This evening sees the premiere of RuPaul’s Drag Race UK, the hotly anticipated UK edition of the cult US show.
The original series achieved success with a combination of over-the-top set designs, countless pop culture references and flamboyant personalities. This, alongside some genuinely candid discussions on topics as diverse as the Stonewall riots, marriage equality and living with HIV, cemented it as both a pop culture staple and an LGBTQ+ institution.
Designing the identity of the UK edition, however, presented entirely different challenges, not least because of the legacy of the act it has to follow. For months the team at BBC Creative worked to position the show, creating among other things, the first trailer for the series.
“The UK drag scene is very different to the US, so the campaign had to feel authentically British,” say Charlotte Humphreys and Olga Chwilowicz, creatives at BBC Creative. “We wanted to celebrate the distinct differences we have with the US scene and looked at British fashion, iconic films and sitcoms.”
The first trailer for the series – indeed one of the first real looks into the positioning of the show in general – sees the queens in a home setting. Humphreys and Chwilowicz say this is intended to convey the “sisterhood” of the show and its contestants.
Mama Ru’s in search of the UK’s very first drag race superstar. Prepare for the ride of your life!@BBCThree‘s #DragRaceUK lands Thursday 3rd October from 8pm. Only on iPlayer. pic.twitter.com/vF8UYVPl91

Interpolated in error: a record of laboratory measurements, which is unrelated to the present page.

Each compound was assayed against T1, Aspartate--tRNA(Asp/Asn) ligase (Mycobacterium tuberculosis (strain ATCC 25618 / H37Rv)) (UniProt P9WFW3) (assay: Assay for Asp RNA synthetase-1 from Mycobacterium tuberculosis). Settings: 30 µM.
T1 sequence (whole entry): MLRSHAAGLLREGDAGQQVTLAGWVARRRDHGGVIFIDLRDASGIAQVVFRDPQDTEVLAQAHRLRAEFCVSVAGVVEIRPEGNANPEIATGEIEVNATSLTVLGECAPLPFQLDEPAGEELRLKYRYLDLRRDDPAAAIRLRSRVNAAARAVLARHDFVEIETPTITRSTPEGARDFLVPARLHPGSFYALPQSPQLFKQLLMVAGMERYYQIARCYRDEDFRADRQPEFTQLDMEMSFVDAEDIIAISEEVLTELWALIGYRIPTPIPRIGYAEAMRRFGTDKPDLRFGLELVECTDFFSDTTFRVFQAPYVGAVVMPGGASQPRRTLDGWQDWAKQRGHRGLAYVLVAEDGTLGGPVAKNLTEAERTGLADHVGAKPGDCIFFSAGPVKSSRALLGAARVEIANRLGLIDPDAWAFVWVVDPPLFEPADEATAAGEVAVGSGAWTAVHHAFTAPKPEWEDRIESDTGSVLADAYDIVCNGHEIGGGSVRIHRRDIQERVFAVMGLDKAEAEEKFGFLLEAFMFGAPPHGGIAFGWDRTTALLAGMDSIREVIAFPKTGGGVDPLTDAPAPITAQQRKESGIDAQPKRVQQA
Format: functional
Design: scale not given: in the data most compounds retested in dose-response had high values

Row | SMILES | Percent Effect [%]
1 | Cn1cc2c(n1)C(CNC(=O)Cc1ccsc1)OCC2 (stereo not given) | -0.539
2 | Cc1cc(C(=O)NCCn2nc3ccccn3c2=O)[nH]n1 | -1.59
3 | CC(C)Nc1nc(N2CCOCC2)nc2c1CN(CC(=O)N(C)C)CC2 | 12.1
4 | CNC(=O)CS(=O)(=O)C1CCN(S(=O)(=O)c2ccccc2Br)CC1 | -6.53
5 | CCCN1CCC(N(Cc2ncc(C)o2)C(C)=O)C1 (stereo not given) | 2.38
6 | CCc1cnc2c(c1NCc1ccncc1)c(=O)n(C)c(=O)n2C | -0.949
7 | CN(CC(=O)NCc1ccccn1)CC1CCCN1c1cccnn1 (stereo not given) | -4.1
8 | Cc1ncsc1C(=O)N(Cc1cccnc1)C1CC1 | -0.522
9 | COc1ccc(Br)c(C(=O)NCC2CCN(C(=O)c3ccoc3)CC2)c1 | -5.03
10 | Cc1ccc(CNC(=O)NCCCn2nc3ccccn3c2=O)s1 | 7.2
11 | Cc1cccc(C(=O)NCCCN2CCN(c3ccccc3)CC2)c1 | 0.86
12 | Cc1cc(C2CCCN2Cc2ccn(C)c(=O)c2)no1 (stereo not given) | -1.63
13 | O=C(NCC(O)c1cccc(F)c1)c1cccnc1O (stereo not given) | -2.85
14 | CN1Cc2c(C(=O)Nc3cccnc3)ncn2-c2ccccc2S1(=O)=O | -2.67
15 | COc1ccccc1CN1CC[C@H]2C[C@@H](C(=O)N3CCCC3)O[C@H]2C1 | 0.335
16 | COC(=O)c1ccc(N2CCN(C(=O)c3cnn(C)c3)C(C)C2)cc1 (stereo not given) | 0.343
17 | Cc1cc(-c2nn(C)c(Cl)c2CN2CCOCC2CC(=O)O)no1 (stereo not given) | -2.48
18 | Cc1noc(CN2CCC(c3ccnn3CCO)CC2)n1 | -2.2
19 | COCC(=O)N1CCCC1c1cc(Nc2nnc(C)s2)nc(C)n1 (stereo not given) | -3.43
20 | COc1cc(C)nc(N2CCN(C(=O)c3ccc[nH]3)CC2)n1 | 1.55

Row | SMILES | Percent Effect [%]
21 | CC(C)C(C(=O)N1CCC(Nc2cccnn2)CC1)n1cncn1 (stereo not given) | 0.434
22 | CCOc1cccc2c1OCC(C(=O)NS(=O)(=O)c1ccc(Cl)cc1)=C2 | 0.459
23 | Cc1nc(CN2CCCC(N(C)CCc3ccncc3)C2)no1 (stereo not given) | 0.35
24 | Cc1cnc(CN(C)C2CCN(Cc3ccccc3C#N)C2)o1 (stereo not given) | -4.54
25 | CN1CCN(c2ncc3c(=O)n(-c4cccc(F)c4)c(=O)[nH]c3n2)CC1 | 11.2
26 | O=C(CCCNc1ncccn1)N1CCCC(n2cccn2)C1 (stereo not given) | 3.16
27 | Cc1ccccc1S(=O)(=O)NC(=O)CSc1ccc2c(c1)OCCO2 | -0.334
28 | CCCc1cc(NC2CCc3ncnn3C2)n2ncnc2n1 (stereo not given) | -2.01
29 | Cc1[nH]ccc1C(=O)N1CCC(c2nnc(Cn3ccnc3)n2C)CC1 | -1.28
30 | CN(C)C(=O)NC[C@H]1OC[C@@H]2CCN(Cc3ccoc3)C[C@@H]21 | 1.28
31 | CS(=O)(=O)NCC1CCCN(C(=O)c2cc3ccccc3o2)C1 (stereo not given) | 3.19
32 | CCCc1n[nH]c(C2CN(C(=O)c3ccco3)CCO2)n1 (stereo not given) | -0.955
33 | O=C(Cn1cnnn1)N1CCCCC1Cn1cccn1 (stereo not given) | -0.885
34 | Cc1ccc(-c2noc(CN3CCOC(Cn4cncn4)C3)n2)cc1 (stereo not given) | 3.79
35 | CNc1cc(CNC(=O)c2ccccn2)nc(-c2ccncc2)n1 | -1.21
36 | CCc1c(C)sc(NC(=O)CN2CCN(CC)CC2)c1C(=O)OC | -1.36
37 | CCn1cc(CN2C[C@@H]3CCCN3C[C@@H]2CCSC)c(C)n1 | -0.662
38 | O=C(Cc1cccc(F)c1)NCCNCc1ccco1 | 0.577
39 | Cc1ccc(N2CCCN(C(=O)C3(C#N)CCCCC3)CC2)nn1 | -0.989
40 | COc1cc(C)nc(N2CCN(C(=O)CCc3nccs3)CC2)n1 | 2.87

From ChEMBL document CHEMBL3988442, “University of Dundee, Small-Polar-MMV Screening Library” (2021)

— RuPaul’s Drag Race UK (@dragraceukbbc) September 19, 2019
“We set the launch film in a typical family sitcom full of eclectic furniture, nostalgic typography and comedic moments… bringing to life all the nuances and brilliance of drag,” they say, adding that everything has been designed to appeal to the British sense of humour in an attempt to attract fans both new and old.
Beyond the first trailer, Humphreys and Chwilowicz worked to create a UK distinction across the rest of the show’s visual identity, including a launch event at Manchester Pride. “We noticed the US iconics of the queens showed them all looking to the camera against a bright flat colour,” they say. “But we wanted our poster to be full of life, bursting with the queens’ personalities.
“We looked at accidental renaissance photos and with Ru centre stage, we captured the queens looking fierce and interacting with one another.”
While the team were keen to focus on the show’s UK setting, British stereotypes are nowhere to be seen in the branding of the show. “We didn’t want to use obvious tropes like royalty or Union Jacks,” they say.
“Instead we looked at what makes this show truly brilliant and captivating – RuPaul, the personalities and talent of the queens and the sense of a welcoming family.”
Cover photo courtesy of Leigh Keily/BBC/Matt Burlem.